The above picture is a reminder that I don’t know everything. See, I thought the child was a girl. But Grandmother Rachel identified the child as Hollis, Papa’s brother. A four-year-old boy in a white dress, long stockings, lace-trimmed bloomers, and long ringlets secured by a bow perplexed me. Grandmother explained that at the turn of the century, it was the custom for boys and girls to dress alike. I remember puzzling on that for some time, trying to conjure up an image of my, then young, brothers wearing dresses and long hair, but couldn’t quite picture it.

While the clothing and hairstyle attracted my attention, I was also intrigued by the beauty of the child. Uncle Hollis was a very pretty handsome little boy.

I am the keeper of Grandma’s Bookcase and this is what I found.

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Grace–It’s Amazing!

The official Hymn Poll results indicate that “Amazing Grace” is the most popular hymn. “When we all get to heaven, what a day of rejoicing that will be!” There willl be so many people to meet, including Mr. Anonymous who wrote the fifth stanza of “Amazing Grace”—When we’ve been there ten thousand years—around 1790.

One of my favorite websites is The Cyber Hymnal. Click on The Cyber Hymnal to check it out and bookmark it, if you haven’t already discovered it. This site contains thousands of hymns and gospel songs, along with information about the authors and the history of the hymns, and it plays MIDI files.

So, one more time, but probably not the last, here is “Amazing Grace,” complete with bagpipes, sung by Il Divo. Thank you, Aunt Kathy, for introducing me to this marvelous group.

Click here: Amazing Grace by Il Divo in Pula, Croatia.

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Rain Worms

A trio of rainworms at the front door.

A trio of rainworms at the front door.


We have been invaded by rain worms this morning. Andrew is the creator of the facinating “Rain Worm Race” game.
Andrew 001

Instructions:

Look out the window (vehicle windows work best) when it’s raining. Choose your special rain worm. Cheer like crazy for your worm to keep flowing down the window. That’s it! Oh, yeah, laugh a lot no matter how your worm performs.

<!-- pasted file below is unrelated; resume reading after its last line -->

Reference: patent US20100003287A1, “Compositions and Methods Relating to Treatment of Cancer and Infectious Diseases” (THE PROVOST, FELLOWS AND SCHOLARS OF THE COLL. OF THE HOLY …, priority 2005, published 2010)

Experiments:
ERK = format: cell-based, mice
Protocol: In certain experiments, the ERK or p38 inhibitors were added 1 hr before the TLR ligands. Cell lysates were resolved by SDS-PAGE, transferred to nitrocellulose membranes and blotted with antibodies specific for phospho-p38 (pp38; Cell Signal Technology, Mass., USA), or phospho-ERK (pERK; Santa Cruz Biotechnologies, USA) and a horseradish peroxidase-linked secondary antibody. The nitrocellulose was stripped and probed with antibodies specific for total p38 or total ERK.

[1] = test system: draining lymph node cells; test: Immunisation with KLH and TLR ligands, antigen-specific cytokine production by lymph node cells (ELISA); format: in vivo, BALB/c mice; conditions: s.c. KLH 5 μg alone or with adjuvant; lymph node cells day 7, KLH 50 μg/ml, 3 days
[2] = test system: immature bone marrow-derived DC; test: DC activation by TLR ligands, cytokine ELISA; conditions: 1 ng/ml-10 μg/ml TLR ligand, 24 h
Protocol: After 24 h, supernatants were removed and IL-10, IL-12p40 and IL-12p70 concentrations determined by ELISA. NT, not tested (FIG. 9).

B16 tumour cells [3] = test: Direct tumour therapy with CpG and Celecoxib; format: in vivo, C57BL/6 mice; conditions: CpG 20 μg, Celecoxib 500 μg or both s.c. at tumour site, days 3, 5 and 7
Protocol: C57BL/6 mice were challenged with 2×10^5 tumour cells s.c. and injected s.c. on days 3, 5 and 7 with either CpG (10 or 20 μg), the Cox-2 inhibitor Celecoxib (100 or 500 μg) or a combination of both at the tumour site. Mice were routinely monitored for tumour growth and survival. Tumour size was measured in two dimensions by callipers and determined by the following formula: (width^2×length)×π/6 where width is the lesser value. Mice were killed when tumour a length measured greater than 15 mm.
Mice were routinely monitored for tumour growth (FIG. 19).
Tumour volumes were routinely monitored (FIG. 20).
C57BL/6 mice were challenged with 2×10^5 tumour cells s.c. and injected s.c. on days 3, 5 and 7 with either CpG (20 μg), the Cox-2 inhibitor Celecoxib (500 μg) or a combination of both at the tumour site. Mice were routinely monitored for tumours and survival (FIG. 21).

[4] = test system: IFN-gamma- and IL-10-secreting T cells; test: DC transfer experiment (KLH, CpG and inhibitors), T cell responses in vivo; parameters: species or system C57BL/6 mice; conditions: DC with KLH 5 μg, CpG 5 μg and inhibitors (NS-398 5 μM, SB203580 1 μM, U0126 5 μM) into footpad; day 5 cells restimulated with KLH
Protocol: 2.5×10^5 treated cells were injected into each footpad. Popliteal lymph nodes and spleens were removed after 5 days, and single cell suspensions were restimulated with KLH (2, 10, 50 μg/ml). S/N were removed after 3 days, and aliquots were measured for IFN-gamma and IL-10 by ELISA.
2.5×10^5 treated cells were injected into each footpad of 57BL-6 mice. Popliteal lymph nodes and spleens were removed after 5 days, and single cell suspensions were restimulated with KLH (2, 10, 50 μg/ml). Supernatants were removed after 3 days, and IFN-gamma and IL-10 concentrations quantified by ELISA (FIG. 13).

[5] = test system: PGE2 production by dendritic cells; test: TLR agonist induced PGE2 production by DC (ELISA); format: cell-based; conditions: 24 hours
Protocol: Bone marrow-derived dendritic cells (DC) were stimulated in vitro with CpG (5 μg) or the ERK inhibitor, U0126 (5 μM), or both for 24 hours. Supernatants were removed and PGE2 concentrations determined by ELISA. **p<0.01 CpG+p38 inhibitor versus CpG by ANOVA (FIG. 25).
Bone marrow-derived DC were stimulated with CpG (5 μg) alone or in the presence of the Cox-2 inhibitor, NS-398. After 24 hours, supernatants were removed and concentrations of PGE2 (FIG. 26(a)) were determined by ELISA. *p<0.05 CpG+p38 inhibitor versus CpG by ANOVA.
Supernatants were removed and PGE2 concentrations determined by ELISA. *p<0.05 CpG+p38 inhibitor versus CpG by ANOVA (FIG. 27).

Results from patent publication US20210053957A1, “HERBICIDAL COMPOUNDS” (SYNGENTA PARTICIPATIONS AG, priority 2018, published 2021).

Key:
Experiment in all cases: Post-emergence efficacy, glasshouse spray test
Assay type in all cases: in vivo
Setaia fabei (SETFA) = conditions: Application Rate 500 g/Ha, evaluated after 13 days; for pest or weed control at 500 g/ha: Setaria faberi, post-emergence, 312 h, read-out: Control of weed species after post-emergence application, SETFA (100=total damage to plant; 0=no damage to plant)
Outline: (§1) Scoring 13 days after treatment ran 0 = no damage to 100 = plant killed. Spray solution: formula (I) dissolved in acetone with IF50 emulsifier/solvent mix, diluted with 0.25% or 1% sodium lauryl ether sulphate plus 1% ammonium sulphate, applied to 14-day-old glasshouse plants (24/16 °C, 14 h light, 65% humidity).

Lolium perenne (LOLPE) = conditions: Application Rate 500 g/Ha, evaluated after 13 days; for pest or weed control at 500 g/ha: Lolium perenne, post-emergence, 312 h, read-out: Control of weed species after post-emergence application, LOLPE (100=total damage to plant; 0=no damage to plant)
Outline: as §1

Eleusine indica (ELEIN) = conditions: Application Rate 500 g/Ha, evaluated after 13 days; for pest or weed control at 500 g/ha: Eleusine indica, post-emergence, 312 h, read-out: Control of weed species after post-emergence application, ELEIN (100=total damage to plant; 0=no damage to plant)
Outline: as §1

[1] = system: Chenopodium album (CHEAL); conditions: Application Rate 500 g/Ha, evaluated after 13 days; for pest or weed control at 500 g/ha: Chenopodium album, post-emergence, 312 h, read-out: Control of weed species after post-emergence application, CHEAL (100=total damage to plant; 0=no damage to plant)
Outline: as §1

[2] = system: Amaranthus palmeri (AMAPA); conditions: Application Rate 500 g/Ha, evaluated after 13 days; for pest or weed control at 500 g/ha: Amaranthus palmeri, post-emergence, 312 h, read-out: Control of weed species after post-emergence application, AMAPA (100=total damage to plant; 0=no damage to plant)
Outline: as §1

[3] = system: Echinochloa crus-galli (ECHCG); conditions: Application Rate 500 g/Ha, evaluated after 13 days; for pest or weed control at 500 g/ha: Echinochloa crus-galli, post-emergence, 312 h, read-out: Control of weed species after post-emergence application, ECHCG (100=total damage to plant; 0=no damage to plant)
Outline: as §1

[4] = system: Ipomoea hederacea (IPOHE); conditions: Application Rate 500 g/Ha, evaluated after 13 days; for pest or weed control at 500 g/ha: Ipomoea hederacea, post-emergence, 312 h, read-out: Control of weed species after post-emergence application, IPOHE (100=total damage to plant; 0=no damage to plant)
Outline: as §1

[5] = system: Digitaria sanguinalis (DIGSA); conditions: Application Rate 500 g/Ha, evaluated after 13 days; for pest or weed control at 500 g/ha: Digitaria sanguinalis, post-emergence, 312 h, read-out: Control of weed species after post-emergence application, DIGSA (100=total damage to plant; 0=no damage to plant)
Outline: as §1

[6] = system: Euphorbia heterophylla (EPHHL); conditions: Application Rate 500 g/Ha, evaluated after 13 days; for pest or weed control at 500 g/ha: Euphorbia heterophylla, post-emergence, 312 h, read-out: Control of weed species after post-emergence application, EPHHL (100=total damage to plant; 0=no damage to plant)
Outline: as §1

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Anyway, As I Was Saying

 Do you find any of the following words or phrases bothersome?

  • at the end of the day
  • it is what it is
  • anyway
  • you know
  • whatever

Read what other people had to say in this Marist poll.

The one that bothers me most is “whatever.” While it bothers me when people say “whatever,” it doesn’t aggravate me. You cannot aggravate your spouse, friend, child, enemy, or any human for that matter. To “aggravate” means making a condition or thing worse. Therefore, only a problem or situation can be aggravated.

But not to worry—at the end of the day, you still have the option of “annoying” or “irritating” the people around you by stating “it is what it is,” you know?

So, which words or phrases irritate you most?

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George Washington Young, born 20 August 1880, died 7 January 1945.

Grandma Young, Maude Lee (Stout) Young, wrote “George My Husband” as a tribute to her husband, four months after his death. They were married for almost 41 years.

“George My Husband”

The fragrant moments that
I spent with thee
Are like a benediction
to my life.
Each thought, each memory,
Like unto a flower,
Thy loving ways and all
Thy sheltering care
Haunt my dreams by
day and night.
Every precious thing in
Life is some sweet hint
of thee, “my husband.”

Devoted wife
Maudey

I am the keeper of Grandma’s Bookcase and this is what I found.